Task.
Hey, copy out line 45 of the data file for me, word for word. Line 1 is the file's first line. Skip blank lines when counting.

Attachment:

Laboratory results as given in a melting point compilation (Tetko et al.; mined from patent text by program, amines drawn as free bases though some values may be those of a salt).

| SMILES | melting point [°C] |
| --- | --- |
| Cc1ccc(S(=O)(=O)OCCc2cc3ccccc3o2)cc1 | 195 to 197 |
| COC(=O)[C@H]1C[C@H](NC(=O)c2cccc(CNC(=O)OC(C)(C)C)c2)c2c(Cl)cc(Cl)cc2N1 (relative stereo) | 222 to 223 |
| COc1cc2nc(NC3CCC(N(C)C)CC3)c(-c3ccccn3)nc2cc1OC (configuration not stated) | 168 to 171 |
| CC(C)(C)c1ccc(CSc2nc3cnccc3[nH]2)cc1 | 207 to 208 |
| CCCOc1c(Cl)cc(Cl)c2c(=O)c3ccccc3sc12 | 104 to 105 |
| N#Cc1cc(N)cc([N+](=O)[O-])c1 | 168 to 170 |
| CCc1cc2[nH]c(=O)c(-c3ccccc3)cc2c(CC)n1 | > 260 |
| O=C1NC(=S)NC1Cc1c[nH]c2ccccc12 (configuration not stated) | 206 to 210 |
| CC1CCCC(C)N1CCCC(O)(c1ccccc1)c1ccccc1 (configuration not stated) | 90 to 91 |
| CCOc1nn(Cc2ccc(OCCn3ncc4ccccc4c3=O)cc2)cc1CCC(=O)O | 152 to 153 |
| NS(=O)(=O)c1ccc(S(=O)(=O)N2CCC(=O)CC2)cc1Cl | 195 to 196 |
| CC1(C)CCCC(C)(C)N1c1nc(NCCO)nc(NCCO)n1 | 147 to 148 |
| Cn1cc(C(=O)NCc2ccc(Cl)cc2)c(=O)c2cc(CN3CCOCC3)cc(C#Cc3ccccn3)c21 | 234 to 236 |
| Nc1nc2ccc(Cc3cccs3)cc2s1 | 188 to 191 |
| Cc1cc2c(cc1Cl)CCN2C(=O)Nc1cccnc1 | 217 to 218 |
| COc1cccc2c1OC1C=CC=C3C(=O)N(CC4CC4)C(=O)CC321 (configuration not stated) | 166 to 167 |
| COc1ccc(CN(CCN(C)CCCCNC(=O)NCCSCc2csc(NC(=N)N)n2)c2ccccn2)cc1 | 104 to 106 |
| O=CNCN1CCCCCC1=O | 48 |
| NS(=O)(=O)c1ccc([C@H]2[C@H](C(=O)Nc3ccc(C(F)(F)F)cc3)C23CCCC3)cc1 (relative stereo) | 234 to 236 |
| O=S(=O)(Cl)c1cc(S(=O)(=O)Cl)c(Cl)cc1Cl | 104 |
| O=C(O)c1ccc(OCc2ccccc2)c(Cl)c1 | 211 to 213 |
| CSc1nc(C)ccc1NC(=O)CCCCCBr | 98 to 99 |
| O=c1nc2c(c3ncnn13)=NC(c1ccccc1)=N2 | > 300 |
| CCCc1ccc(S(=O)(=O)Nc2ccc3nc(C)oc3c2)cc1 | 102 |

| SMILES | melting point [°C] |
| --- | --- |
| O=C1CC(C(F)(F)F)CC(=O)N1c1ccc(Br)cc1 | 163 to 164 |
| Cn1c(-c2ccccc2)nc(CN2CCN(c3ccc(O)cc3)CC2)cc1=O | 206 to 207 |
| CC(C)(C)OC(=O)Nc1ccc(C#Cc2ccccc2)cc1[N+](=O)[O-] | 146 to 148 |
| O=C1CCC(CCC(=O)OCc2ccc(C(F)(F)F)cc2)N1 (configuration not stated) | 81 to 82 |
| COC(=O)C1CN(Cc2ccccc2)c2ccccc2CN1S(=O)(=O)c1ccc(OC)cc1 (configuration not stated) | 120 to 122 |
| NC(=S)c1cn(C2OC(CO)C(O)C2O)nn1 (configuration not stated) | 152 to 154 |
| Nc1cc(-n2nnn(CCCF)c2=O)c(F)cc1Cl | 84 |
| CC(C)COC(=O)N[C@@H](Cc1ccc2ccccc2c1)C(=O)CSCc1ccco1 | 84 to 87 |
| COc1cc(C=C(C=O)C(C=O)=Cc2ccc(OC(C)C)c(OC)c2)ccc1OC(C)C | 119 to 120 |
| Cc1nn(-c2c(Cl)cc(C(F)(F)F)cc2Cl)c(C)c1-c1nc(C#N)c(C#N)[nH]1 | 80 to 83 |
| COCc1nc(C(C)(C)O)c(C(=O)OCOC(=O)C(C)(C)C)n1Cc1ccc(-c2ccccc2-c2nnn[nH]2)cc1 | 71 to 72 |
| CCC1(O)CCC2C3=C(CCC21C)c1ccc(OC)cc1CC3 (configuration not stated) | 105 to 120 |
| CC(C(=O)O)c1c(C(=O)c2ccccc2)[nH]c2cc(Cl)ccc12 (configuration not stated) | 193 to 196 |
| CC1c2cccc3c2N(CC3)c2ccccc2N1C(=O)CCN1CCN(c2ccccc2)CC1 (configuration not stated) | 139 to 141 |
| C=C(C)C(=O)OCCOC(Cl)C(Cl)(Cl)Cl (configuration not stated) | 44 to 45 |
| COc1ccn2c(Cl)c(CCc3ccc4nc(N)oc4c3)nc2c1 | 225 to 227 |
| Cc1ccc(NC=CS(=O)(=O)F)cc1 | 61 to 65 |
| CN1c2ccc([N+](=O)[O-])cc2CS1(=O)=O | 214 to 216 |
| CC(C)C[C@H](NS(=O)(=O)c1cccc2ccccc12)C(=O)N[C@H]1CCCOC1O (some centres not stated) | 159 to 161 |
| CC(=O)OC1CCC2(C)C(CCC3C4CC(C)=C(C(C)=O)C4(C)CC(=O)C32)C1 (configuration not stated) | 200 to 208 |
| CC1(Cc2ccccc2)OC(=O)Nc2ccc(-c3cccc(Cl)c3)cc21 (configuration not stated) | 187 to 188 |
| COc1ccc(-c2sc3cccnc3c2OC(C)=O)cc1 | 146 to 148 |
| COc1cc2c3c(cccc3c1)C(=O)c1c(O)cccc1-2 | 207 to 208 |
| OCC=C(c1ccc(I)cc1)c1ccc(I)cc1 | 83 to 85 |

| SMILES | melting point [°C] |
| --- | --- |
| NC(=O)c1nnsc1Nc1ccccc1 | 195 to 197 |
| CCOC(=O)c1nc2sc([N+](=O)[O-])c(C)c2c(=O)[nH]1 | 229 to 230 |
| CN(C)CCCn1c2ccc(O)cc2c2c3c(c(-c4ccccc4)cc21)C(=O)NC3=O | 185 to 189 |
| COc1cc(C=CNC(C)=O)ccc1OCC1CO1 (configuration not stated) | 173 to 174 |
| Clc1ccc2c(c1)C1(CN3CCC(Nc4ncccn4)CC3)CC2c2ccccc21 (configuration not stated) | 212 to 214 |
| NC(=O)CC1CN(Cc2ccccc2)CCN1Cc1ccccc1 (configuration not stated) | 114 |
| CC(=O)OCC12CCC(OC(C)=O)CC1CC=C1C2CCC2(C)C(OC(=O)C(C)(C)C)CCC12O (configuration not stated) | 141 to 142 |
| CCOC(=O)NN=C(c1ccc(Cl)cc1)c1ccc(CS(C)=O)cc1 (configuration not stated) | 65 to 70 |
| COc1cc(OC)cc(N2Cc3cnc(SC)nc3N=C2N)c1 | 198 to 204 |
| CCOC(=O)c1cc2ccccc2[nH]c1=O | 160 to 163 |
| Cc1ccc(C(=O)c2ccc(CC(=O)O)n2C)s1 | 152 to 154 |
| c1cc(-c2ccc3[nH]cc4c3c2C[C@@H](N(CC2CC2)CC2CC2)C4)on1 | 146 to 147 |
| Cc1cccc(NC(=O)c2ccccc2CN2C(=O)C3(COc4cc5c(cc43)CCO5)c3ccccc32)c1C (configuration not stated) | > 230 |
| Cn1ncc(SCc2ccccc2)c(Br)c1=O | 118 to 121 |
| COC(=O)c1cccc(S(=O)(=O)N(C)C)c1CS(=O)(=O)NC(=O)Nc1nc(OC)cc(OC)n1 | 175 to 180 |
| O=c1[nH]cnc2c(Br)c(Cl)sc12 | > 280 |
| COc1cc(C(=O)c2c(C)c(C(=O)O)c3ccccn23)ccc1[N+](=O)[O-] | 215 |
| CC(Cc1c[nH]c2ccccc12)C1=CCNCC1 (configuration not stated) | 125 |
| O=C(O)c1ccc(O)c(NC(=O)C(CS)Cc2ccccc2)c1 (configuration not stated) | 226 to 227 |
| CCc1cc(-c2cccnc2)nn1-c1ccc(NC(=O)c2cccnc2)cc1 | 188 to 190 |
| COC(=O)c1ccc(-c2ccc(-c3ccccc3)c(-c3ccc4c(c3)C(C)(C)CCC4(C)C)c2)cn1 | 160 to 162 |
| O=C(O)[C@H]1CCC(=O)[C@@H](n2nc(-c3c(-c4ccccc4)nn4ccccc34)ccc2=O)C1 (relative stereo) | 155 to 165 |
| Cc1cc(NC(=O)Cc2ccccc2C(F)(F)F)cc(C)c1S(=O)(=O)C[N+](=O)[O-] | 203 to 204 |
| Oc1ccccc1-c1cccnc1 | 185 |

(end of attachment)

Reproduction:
| COc1ccn2c(Cl)c(CCc3ccc4nc(N)oc4c3)nc2c1 | 225 to 227 |